S&P: Korea's Progress Hinges on Use of Best Practices.
TOKYO--(BUSINESS WIRE)--Standard & Poor's
June 4, 2001--Korea's ability to move from a period of economic recovery to one of sustainable growth hinges on the establishment of best practices throughout the corporate, government, and financial sectors, said Mr. Robert Richards, Managing Director of Corporate and Government Ratings for North Asia. Mr. Richards was speaking at press briefing to announce Standard & Poor's June 5 seminar in Seoul entitled "Credit Ratings: Capital Market Best Practices."
"Without the establishment of strong best practices, such as sound corporate governance, prudent financial management, and risk-based lending practices, Korea will continue to be isolated from diversified, cost effective, long-term funding opportunities available in the global capital markets," Mr. Richards said.
Mr. Richards pointed out that certain long-held practices in the Korean market, such as reputation-based lending, revenue growth at the expense of profitability, and lack of transparency, run counter to the expectations of international investors.
"Accurate assessments of credit risk are prerequisites for building efficient businesses; the disclosure standards at Korean companies, however, are often substandard. Thus, the prospects for a revitalization of Korea's corporate sector will depend on the development of an environment in which risks can be known, and can be priced fairly. Recalcitrants who believe that they can hang on to past practices are the greatest threat to future economic growth and stability," Mr. Richards said.
Mr. Richards also remarked that there are positive signs of change emerging in Korea. Some companies have improved their financial structures by increasing capital and selling off assets. Moreover, Korea boasts a handful of profitable, increasingly open companies that compete in global export markets and should ultimately serve as examples for others to follow.
"However, until best practices become the norm, rather than the exception, Korean companies will remain vulnerable to renewed debt or liquidity crisis. For example, domestic lenders are deluding themselves -- and increasing the risk of defaults -- if they think that keeping most debt maturities relatively short -- less than three years -- is a substitute for proper credit analysis and appropriately matching debt maturities with funding needs," he said.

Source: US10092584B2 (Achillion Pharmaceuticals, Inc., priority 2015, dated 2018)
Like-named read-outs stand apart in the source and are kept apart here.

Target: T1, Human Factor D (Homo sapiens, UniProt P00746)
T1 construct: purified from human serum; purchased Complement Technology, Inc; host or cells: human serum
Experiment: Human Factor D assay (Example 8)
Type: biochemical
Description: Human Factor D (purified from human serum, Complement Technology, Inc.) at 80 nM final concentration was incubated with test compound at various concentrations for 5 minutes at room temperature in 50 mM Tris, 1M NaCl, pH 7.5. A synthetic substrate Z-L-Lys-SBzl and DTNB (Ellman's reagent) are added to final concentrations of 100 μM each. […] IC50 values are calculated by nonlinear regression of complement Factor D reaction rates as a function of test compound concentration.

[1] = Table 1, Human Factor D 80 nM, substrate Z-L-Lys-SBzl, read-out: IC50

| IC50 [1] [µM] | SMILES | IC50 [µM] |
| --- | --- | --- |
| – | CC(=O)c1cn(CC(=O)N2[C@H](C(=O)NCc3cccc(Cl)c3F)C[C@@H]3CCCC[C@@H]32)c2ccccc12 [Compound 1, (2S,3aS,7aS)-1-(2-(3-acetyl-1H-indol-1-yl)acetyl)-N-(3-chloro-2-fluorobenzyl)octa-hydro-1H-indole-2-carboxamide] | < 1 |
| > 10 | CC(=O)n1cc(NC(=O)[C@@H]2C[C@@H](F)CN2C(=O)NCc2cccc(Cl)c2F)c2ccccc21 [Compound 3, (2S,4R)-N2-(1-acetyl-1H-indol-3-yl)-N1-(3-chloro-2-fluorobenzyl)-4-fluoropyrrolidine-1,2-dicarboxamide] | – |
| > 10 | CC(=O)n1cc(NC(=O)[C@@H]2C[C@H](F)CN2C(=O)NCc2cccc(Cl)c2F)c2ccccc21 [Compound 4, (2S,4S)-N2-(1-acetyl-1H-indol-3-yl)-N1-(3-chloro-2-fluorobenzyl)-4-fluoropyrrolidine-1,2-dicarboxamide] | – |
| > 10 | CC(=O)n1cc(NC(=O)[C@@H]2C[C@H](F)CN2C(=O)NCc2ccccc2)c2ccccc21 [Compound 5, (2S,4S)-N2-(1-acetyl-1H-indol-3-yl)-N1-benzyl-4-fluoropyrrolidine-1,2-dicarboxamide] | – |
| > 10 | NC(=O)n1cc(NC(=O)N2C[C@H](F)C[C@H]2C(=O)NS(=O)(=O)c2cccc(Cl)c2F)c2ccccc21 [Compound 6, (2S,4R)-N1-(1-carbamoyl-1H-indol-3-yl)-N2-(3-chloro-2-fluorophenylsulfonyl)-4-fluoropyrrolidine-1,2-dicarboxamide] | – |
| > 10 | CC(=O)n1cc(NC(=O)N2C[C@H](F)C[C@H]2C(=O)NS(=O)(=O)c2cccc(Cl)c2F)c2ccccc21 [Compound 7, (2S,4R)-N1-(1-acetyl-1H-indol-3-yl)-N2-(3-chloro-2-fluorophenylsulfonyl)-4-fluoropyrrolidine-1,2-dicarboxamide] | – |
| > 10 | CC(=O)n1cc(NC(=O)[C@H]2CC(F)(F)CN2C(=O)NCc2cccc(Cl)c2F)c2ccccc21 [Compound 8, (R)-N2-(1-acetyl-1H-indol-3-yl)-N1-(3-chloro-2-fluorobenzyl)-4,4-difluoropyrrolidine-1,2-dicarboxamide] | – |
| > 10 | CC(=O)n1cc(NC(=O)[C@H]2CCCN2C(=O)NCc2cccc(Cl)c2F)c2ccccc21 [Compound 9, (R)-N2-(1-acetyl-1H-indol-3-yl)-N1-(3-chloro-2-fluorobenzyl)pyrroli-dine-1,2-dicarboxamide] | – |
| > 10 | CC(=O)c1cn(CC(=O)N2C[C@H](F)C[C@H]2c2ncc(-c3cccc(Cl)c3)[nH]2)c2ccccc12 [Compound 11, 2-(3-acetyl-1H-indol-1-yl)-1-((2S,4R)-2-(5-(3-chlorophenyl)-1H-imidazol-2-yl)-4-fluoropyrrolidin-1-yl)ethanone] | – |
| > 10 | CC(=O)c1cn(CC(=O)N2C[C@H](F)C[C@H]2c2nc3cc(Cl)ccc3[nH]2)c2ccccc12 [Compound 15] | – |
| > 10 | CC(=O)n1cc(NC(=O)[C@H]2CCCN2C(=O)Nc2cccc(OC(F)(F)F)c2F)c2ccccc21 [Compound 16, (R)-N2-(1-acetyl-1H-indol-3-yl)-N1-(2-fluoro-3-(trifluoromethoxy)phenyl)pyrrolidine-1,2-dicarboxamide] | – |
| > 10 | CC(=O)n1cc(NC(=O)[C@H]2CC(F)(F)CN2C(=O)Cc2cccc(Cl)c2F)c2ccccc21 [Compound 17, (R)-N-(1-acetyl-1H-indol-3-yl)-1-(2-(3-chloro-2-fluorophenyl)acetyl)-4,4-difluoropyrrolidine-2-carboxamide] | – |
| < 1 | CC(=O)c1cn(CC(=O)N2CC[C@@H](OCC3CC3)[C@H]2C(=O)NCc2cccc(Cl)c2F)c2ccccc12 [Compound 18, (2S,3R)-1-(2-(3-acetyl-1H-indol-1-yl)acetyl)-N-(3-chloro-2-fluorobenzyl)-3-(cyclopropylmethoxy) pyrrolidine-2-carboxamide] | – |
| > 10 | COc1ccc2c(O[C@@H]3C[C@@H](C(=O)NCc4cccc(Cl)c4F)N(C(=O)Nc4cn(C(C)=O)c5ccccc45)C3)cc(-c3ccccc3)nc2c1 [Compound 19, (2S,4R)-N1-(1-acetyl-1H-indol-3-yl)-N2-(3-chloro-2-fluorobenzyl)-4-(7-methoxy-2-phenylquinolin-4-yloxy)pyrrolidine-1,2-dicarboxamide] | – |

Joining Mr. Richards at the briefing, Ms. Diane Lam, Director of Structured Finance Ratings, Asia, pointed to asset securitization as a key development in Korea's debt markets, and one that is expected to heighten the relevance of best practices in the corporate and financial sectors.
Ms. Lam noted that securitization, such as through reverse-engineered primary CBO structures, offers key access to funding, without which the financial situation of many Korean corporations, large and small, would be dire.
"Firms should capitalize on this lifeline to bring about real changes in their business," Ms. Lam said. "Failing to undertake the needed reforms and fundamental changes will only prolong the current detrimental cycle of short-term fixes and recurring liquidity shortages."
In addition to CBO structures, other types of securitizations, involving assets such as trade receivables, auto loans, and credit card receivables, put tremendous reliance on good data and transparency in reporting on the performance of individual portfolios or assets.
"These deals, whether domestic or cross-border, have the potential to be very positive for Korean companies, and for the local economy as well. Securitizations prompt corporations and banks to improve their data collection, risk management, and loan servicing, as well as investor reporting," Ms. Lam said. "In addition to increasing funding efficiency, measuring and quantifying portfolio performance should lead to increased financial and risk awareness at all levels in a corporation, and ultimately, a return to profitability."
Ms. Lam also noted that, as the market develops, domestic investors are quickly becoming savvier, and are increasingly willing to take on longer term lending. "It will not be long, however, before investors begin to seek high quality, objective analysis to better differentiate the risks in these transactions, and demand higher premiums to compensate for weak structures or other risks, like operational or servicing risks," Ms. Lam said. ---CreditWire